Yarns that are less dense for their gauge will also be lighter - woolen spun and non-superwash will always be less dense than comparative worsted spun or superwash yarns.

The Ruffle Addendum uses a sumptuous superwash / silk blend from Sweet Sparrow. This is an incredibly slippery yarn, but because the garment is cropped and sleeveless, it's lightweight. It also has lots of structure from the seamed sides and shoulders, and has a very firm i-cord neckline.


Construction

Lots of things about the way your sweater is constructed impact how it will wear over time:

  1. Seamed garments have more structure than seamless garments

  2. When working seamlessly, more evenly distributed increases have more functional structure than columns of increases (ex: a yoke sweater will hold its shape better than a seamless raglan, and both will hold their shape better than a seamless drop-shoulder dolman)

  3. Shaping that matches your body will offer a more functional structure - because your own frame will support the garment. A set-in sleeve garment will keep its shape better than a drop-shoulder garment

  4. Working at a loose gauge will reduce structure and a dense gauge will increase it (think about the fabric you get with fingering weight on size 7 needles versus DK weight on size 5 needles)

  5. Picking up and knitting adds structure (such as necklines and seamless-set-in sleeves)

  6. Any stitch that adds twist or tension increases structure. This includes cables and twisted ribs

  7. Negative ease can reduce the need for structure - the friction of the garment against your body reduces the weight hanging from the top of the garment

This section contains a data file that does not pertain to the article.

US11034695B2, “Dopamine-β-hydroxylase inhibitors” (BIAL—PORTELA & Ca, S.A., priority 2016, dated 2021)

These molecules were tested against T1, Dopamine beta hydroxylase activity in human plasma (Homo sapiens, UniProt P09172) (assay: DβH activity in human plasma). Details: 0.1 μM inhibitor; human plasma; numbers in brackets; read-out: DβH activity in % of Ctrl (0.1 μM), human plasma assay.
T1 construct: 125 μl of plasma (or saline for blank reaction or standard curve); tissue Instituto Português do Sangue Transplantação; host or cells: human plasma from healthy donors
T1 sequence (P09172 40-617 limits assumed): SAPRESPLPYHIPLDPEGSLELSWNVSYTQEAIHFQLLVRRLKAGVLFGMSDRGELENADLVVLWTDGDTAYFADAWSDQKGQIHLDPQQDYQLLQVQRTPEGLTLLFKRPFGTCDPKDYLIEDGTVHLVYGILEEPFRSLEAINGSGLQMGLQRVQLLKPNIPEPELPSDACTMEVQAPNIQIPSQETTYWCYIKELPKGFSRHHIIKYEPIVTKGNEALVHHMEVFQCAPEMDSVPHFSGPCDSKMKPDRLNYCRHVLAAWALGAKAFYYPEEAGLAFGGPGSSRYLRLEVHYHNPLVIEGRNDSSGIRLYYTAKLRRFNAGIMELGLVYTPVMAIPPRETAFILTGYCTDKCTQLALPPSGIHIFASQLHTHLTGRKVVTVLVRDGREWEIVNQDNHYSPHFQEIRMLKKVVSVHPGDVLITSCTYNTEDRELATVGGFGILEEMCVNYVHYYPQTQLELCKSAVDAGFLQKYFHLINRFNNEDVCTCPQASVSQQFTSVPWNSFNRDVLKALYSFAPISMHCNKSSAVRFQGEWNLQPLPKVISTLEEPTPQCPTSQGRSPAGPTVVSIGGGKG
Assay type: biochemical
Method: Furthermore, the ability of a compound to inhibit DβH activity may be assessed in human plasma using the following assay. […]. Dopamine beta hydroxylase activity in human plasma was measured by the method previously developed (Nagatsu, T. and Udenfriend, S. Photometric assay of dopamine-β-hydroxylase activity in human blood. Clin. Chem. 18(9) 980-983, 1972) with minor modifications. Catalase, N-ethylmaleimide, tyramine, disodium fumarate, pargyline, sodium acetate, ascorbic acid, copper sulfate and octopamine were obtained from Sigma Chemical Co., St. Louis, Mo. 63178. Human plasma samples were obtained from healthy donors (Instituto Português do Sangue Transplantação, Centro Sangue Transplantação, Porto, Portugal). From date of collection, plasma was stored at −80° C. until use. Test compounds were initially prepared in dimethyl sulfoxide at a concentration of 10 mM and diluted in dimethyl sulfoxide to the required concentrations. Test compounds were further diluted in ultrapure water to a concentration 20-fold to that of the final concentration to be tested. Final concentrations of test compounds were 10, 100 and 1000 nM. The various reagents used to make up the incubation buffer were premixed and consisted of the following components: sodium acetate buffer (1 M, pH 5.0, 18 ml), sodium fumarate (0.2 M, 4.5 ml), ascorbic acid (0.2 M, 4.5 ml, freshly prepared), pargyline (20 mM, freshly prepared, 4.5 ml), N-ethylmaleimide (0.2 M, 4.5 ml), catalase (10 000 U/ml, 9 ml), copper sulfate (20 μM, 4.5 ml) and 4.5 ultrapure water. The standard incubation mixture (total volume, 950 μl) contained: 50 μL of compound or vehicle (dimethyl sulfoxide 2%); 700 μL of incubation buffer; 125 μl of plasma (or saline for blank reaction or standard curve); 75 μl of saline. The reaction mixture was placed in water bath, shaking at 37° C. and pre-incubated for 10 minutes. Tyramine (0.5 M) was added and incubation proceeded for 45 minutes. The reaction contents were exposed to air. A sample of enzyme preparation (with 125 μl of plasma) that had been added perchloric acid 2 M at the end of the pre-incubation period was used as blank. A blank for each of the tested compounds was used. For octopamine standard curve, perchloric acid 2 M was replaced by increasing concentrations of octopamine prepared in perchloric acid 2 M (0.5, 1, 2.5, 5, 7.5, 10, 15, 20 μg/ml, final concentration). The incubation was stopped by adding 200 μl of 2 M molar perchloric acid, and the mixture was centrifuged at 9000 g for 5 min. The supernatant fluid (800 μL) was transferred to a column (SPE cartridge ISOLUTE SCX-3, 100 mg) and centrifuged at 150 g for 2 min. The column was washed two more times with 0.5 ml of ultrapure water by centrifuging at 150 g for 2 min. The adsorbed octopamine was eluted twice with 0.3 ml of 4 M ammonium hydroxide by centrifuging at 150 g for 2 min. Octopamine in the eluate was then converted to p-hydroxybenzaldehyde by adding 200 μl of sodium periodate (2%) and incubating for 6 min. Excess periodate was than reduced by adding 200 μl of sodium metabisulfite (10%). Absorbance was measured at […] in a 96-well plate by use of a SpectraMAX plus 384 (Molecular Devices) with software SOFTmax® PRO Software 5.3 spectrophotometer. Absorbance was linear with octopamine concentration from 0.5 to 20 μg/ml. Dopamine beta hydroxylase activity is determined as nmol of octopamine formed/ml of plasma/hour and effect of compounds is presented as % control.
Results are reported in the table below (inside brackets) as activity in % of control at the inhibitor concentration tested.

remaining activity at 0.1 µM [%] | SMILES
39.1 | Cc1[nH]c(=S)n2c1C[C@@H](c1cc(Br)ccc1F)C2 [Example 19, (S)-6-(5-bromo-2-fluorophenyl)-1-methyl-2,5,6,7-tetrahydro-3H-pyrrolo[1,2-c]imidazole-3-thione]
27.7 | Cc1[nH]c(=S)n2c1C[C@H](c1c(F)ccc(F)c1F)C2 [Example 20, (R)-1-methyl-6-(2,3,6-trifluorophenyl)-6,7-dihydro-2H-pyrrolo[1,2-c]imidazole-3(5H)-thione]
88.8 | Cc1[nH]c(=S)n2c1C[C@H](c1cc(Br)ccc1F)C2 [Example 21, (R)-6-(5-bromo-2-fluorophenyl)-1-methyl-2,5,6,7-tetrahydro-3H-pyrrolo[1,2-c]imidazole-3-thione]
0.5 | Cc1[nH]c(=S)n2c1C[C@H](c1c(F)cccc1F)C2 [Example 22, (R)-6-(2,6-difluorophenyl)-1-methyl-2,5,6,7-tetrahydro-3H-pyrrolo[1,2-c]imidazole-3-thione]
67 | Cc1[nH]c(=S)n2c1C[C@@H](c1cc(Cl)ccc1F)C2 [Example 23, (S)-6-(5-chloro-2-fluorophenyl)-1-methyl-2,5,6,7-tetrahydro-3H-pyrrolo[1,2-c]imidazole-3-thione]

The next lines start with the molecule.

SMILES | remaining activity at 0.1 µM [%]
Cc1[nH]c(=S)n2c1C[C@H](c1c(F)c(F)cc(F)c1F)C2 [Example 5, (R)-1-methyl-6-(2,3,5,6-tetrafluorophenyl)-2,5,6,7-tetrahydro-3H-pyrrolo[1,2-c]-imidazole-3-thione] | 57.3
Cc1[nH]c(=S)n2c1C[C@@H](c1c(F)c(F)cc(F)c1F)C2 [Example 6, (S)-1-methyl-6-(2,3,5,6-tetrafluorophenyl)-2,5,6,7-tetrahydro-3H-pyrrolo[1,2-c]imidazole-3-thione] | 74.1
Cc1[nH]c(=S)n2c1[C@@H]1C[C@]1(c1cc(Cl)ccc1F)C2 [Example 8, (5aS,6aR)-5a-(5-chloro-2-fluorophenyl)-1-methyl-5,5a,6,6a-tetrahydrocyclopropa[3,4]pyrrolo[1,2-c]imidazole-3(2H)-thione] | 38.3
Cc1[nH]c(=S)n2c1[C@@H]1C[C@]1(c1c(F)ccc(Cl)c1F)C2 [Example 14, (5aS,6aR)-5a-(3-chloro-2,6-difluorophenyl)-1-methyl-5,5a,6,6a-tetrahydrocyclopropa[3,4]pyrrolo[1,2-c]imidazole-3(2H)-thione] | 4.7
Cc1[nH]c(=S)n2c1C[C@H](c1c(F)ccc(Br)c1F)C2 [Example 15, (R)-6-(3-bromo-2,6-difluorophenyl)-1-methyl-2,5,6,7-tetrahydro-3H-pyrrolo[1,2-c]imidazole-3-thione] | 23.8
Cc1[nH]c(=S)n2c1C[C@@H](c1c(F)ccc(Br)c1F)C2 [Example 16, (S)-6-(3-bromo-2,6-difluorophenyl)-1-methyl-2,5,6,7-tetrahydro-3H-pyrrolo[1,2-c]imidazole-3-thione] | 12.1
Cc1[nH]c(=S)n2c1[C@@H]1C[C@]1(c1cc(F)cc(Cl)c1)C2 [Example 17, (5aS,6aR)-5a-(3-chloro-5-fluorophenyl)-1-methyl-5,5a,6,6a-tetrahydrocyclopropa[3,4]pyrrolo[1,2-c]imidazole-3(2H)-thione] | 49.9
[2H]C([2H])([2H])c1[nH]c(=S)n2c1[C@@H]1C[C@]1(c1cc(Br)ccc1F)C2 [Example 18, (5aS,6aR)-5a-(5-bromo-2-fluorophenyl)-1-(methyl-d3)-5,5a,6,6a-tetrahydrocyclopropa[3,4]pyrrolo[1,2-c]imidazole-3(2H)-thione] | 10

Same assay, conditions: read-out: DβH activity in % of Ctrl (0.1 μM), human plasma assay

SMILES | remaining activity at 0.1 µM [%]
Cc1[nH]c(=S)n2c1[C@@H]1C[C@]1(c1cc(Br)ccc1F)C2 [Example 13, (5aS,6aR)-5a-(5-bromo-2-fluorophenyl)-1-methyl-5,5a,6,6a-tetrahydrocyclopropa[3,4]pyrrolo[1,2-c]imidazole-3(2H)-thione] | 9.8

Putting it all together

You’re going to need to make some subjective decisions when you evaluate whether or not you should use a slippery yarn for your pattern. Overall, I look for a mix of things that give me confidence the garment will keep its shape.


Example: Classic Colorblock

Fingering weight yarn in a lace pattern is very light, and I like this in a cropped silhouette - so there’s not a lot of weight on this garment. It’s seamed, and it’s a set-in sleeve, so it’s got a lot of other structure built in. Finally, the neckline is picked up and knit, giving the garment a nice foundation.

Although I’ve used a very grippy yarn for my project, in my size I would be very comfortable using superwash or another slippery yarn.


If you'd like to knit this sweater, you can find the pattern on Ravelry or Payhip!


Go Further

If you'd like to keep exploring content about yarn substitutions and properties, here are a few things you can dig into:

  1. This post on knitting with Cormo & Corriedale

  2. This post on yarnie lingo

  3. Slow Knitting: A Journey from Sheep to Skein to Stitch, from Hannah Thiessen Howard, is a lovely, thoughtful meditation on different fiber types, different ways of approaching knitting around the year, and garments written for specific, special yarns. Hannah’s love of special yarns shines through, and I know I felt like I was really "getting to know" the yarns personally